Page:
I was offered my choice of bisphosphonates after breaking my shoulder and ending up with a diagnosis of osteoporosis. I initially opted for Reclast, a drug that only requires one dose a year albeit by IV infusion. I made an appointment to get the drug several weeks later. I wanted to have time to research my options.
After reading as much as I could during that time, I made an appointment with my bone health specialist to discuss the treatment. We spent 45 minutes discussing the osteoporosis literature. Despite being a physician, trained in endocrinology, and now pretty up-to-date on the treatment, I just could not bring myself to tell her that, yes, I would take the drug in any of its formulations. Why is that?
I am not anti-medication; I take a ton of them for various conditions that I blame on my mother’s side of the family as well as certain of my less than stellar habits. I also understand the seriousness of the disorder, not only because my broken bone hurt like hell, but also because I am aware of the dismal outcomes of people who fall and break their hips or fracture their vertebrae. This is definitely a serious condition.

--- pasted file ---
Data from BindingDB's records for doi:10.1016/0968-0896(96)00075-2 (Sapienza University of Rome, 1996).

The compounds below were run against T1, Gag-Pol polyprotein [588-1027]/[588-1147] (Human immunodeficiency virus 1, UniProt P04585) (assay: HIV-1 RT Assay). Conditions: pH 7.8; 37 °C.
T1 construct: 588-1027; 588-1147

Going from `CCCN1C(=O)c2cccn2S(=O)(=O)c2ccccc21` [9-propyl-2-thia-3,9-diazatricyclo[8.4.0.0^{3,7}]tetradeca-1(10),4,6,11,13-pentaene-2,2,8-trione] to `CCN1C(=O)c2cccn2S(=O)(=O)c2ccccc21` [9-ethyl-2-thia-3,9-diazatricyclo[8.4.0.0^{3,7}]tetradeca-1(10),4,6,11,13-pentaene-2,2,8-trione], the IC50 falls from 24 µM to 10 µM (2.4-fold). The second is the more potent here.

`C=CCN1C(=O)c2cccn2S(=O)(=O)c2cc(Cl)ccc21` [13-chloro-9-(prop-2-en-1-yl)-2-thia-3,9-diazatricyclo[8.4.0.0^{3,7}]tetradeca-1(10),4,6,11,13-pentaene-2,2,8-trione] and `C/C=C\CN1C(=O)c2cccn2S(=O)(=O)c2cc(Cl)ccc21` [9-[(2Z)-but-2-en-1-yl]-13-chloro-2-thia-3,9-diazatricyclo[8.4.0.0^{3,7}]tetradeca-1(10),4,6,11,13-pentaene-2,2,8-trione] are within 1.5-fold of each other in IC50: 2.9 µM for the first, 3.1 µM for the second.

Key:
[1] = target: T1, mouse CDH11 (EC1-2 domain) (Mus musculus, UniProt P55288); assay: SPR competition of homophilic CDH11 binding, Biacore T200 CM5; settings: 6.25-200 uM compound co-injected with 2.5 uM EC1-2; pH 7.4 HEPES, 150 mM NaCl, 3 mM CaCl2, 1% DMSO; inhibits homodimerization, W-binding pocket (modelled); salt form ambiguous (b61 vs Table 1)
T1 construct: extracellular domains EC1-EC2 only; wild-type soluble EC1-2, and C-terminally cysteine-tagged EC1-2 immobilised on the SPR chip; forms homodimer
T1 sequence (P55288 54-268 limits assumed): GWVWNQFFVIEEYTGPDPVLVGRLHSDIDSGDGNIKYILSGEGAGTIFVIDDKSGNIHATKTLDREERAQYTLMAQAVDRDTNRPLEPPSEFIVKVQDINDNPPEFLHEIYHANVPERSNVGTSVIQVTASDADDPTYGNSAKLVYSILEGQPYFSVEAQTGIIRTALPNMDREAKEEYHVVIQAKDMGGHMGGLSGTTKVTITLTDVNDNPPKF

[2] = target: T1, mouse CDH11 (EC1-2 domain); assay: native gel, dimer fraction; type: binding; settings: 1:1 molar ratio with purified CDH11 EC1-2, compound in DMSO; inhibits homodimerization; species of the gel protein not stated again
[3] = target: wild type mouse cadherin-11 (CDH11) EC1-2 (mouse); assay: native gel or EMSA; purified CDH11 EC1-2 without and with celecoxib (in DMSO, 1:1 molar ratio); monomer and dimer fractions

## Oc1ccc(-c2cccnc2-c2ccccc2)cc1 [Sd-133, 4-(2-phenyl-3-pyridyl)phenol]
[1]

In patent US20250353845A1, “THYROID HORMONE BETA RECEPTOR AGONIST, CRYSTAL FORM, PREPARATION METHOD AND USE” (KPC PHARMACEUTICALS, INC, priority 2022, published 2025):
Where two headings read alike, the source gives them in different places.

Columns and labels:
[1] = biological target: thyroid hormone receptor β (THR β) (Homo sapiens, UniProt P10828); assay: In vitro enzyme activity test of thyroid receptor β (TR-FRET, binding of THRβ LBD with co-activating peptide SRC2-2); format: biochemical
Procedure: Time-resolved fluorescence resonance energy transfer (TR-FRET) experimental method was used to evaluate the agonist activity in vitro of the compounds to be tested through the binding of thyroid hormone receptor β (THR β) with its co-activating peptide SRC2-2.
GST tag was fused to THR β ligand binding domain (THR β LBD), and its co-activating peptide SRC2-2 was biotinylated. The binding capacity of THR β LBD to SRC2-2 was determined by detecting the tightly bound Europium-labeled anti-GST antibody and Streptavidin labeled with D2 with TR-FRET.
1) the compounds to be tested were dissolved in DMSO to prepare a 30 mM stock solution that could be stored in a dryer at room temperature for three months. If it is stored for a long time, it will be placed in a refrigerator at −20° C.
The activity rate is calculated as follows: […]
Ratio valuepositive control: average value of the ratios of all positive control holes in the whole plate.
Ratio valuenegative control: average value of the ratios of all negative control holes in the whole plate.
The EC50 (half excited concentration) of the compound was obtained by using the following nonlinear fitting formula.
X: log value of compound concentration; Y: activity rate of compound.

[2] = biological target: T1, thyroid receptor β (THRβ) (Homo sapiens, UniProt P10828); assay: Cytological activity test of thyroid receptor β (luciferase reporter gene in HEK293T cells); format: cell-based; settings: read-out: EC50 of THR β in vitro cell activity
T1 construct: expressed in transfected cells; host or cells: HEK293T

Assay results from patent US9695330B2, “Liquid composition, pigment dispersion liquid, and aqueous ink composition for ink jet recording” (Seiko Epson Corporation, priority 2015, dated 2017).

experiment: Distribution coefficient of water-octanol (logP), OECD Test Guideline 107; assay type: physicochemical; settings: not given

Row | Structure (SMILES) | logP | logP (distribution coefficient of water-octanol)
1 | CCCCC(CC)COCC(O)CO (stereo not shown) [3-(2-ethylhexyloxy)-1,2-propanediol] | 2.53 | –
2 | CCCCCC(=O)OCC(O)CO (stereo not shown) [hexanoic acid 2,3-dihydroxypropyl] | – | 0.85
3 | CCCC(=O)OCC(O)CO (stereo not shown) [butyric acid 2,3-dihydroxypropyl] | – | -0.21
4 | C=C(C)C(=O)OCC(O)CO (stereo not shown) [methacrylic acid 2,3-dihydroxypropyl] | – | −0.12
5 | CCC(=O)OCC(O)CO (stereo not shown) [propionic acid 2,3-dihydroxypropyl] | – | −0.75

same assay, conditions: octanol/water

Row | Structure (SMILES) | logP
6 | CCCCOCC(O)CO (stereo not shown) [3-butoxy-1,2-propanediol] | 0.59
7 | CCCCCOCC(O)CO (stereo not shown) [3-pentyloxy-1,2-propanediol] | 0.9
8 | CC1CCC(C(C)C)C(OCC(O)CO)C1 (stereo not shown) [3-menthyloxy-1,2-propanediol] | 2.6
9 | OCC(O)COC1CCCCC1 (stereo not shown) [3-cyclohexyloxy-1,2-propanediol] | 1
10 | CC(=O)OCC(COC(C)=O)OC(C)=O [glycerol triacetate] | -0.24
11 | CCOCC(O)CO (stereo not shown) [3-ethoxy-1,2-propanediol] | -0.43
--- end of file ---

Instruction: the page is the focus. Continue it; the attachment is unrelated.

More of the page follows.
I also know that I am probably not going to build stronger bones without some type of treatment. With the exception of taking calcium supplements, I was already doing all of the recommended lifestyle interventions. I started running in my late 20’s and have continued to do weight-bearing exercises until this day. I eat a healthy diet and I have never had to take any of the drugs known to weaken bones. I even took a selective estrogen receptor modifier (SERM) for more than 20 years. Although I was diagnosed with Vitamin D deficiency a few years ago, I have had D3 levels in the normal range since I started taking supplements.